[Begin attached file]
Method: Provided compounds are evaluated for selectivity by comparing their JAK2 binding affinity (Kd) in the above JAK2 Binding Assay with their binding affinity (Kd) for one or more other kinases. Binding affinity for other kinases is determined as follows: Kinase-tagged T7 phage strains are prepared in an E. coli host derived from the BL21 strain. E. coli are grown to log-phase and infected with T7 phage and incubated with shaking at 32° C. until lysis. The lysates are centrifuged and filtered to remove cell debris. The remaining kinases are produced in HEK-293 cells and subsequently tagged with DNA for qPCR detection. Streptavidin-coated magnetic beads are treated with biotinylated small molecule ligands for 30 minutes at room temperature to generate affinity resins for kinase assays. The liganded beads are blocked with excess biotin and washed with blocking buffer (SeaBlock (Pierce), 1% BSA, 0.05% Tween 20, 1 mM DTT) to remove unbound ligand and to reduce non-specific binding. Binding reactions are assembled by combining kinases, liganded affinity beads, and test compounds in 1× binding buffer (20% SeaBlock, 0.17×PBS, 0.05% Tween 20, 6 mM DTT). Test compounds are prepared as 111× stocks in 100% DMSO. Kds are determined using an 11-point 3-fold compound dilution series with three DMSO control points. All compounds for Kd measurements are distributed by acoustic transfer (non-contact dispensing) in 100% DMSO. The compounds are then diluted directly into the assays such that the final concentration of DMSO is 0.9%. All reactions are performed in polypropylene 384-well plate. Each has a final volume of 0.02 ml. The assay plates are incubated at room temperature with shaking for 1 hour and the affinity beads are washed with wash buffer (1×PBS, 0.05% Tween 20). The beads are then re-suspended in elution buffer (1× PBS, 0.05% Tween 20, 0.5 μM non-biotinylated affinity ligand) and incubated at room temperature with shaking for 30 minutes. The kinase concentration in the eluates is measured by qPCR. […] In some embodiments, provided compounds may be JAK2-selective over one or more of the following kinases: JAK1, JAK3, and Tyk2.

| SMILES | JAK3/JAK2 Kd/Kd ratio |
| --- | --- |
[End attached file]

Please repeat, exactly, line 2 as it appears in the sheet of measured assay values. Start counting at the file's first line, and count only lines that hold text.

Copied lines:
| SMILES | JAK3/JAK2 Kd/Kd ratio |